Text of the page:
By Paul Davis
The game, called King Philip’s War, allows players to defeat Colonial or Indian forces in “a momentous example of New England frontier savagery,” says Multi-Man Publishing, a military game company in Millersville, Md.
The game features a New England map, dice, tokens and historic figures from the 14-month-long conflict, including King Philip or Metacomet, sachem of the Wampanoag Indian tribe, and Indian fighter and Little Compton resident Benjamin Church.
Publisher Brian Youse says the game mixes military strategy with history—and tells a story that many people outside of New England don’t know.
But tribal historians say it is in poor taste and perpetuates stereotypes of Native Americans as savages.
“It clearly demonstrates how—sadly—racism and misconceptions continue to exist in America, even in the 21st century,” says Rae Gould, tribal historic preservation officer for the Nipmuc Nation.
“I don’t know whether to laugh, cry or be angry,” adds John Brown, historic preservation officer for the Narragansett Indian tribe. “The message seems to be, it’s still OK to kill Indians.”
Colonial players win by gathering points or eliminating King Philip and other Indian leaders. Indian players win by accumulating points or seizing the settlements of Boston and Plymouth.
Game designer John Poniske, who teaches social studies at a Maryland middle school, created the game after reading an article about King Philip in the magazine Military History.
“I immediately saw the gaming potential in the historical situation,” says Poniske, who has designed games based on the Vietnam War, the Civil War and the teachings of Jesus.
As a boy, King Philip grew up in a world where he was free to practice his beliefs in his ancestral land, says Peters, marketing director for Plimoth Plantation.
But as an adult “he and his people were pushed out.”
During an earlier conflict in Mystic, Native women and children were burned in their beds, she says. “It was no game.”
“That a game would be based on this really bothers me,” says Peters. “Would we play a game called The Holocaust?”
Even if the board game gives opportunity to have the colonists lose the war and allows for critical thinking, what next? Will the learning extend beyond the board game and help students understand what's happening in "Indian" country today...?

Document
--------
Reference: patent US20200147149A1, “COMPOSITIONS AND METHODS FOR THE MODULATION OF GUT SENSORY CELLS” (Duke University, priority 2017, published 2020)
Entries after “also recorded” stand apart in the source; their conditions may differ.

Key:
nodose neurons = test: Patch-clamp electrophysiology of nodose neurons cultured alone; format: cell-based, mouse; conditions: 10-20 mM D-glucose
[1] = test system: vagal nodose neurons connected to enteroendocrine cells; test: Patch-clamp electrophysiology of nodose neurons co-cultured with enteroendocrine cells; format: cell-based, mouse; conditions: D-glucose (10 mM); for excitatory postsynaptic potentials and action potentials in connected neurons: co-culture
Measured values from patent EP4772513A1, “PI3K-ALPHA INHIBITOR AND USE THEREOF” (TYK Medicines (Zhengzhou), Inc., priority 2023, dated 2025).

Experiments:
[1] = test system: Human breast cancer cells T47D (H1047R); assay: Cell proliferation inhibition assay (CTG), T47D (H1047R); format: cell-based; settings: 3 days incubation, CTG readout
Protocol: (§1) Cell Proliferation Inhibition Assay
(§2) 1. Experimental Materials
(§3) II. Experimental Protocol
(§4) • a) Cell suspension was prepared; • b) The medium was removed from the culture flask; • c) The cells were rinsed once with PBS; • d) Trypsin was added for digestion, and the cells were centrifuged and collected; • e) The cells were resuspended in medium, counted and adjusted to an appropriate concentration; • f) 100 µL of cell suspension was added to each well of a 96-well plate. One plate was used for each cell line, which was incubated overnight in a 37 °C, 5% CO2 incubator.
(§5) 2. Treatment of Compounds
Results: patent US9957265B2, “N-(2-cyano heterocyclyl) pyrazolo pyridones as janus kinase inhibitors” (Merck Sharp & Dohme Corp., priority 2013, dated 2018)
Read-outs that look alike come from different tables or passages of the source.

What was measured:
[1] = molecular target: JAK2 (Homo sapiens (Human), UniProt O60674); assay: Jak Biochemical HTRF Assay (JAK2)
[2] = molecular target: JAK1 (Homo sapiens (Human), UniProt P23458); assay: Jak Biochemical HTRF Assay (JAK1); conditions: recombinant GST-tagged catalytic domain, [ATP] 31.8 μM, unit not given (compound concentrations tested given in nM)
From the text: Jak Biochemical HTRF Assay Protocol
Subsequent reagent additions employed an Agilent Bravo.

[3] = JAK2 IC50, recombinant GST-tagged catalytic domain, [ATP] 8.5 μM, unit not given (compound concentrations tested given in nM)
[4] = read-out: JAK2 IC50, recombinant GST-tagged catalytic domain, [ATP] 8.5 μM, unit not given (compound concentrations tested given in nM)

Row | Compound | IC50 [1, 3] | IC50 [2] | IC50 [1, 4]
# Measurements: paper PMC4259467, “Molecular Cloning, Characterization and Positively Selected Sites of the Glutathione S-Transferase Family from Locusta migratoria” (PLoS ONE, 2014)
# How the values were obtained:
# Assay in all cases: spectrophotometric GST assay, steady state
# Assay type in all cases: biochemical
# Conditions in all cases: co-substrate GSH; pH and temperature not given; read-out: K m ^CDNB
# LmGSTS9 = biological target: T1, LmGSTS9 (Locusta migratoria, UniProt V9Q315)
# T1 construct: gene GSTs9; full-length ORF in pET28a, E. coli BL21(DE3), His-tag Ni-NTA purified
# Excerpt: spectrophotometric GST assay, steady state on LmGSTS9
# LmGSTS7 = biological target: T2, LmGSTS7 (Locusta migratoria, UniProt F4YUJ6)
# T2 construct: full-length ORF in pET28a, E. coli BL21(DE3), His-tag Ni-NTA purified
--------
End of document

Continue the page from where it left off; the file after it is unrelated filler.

Comment: Good points. The game's creator is a social studies teacher who read about the war in a magazine, so how accurate is the game likely to be? Does it include any context--i.e., the 50 years of New England history leading up to the war? You know, the history chronicled here:
Losing ground in After the Mayflower
Pequot massacre in After the Mayflower
Praying towns in After the Mayflower
What if either side is faced with accepting defeat or massacring the other side in a surprise attack? Does the game present the "atrocities" mentioned above as a viable option? Does it encourage them? Should we really be teaching that conquering and killing people is the best way to achieve one's goals?
Inside the game
The game has a webpage, so we can begin to answer these questions. My impressions:
Focusing only on the war makes it seem as if the invading and occupying forces were morally equivalent to the people defending their homes and way of life. They weren't. The Europeans were morally wrong, but the game doesn't seem to reflect that.
So if a massacre occurs next month in Brazil or Iraq or Tibet (to pick three hot spots)? Somebody rolled the dice and got a bad break. Too bad...now it's your turn. Roll again.
Meanwhile, the Indians have to capture two major towns to win? Two towns vs. two leaders: How is that fair? What's the historical basis for saying the colonists would've fought until their biggest towns fell? Since this didn't happen in reality, how can the developer know whether the colonists would've given up sooner or later?
The colonists seem to have an easier objective. Which means there's a bias toward the colonists winning. Just because this happened in reality doesn't mean the game should promote that outcome.
So the game seems questionable at best. I'm not sure any game featuring Europeans vs. Indians would be a good idea. Kids should learn America's genocidal history as a serious business, not as a game.
For more on Indians in war games, see Natives Criticize Sid Meier's Civilization and Mayans in The Settlers.